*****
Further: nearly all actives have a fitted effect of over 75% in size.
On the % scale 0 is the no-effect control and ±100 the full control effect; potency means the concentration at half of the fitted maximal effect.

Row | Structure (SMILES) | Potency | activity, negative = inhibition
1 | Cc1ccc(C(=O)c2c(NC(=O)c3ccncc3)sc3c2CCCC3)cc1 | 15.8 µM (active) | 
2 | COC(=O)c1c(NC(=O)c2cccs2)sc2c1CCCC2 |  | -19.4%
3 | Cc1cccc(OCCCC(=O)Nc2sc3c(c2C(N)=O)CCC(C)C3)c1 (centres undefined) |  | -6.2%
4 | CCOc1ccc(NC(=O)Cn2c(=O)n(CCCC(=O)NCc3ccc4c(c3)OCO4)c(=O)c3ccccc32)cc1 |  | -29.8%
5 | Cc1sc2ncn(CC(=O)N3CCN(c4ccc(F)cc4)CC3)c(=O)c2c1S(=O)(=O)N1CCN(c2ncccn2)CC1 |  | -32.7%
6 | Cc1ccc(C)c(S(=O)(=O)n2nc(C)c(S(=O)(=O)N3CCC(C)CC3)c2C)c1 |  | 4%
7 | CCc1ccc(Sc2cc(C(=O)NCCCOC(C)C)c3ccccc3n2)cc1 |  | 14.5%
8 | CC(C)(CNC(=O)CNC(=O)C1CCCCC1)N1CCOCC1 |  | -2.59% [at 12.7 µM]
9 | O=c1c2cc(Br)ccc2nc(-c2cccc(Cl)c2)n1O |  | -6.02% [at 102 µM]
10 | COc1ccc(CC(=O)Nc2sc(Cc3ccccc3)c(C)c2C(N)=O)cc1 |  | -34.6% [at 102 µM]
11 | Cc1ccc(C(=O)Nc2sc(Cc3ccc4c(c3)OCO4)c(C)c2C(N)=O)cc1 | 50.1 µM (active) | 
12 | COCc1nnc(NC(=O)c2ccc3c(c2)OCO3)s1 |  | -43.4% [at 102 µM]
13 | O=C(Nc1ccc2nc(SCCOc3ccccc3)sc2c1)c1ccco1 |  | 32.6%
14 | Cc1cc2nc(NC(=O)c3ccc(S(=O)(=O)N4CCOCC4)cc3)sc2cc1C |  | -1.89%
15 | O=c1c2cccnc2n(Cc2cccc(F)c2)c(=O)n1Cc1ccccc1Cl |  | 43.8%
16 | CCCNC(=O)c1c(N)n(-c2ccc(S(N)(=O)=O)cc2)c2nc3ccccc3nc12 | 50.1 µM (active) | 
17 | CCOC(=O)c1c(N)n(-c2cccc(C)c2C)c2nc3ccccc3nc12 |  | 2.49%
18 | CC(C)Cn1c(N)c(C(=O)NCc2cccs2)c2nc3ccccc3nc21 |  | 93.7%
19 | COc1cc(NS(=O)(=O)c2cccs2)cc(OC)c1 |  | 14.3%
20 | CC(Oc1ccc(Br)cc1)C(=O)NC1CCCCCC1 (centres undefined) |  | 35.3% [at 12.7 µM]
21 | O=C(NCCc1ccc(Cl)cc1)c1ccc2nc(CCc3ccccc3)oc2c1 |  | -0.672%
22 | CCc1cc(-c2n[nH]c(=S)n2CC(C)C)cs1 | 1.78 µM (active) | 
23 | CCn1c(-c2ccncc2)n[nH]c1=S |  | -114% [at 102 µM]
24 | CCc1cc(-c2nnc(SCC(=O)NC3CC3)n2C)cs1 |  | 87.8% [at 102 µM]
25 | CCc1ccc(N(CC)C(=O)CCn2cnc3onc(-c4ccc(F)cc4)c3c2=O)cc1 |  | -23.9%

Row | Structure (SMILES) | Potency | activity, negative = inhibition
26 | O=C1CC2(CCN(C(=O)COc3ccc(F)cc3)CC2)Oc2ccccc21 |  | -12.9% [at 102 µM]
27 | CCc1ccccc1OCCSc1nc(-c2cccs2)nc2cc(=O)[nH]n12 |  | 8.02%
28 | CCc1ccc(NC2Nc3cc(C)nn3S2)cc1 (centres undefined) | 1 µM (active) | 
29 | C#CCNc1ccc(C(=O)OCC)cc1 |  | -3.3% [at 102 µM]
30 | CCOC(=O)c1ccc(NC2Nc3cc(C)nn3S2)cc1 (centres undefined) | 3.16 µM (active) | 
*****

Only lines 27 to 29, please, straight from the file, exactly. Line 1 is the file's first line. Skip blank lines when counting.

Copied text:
24 | CCc1cc(-c2nnc(SCC(=O)NC3CC3)n2C)cs1 |  | 87.8% [at 102 µM]
25 | CCc1ccc(N(CC)C(=O)CCn2cnc3onc(-c4ccc(F)cc4)c3c2=O)cc1 |  | -23.9%

Row | Structure (SMILES) | Potency | activity, negative = inhibition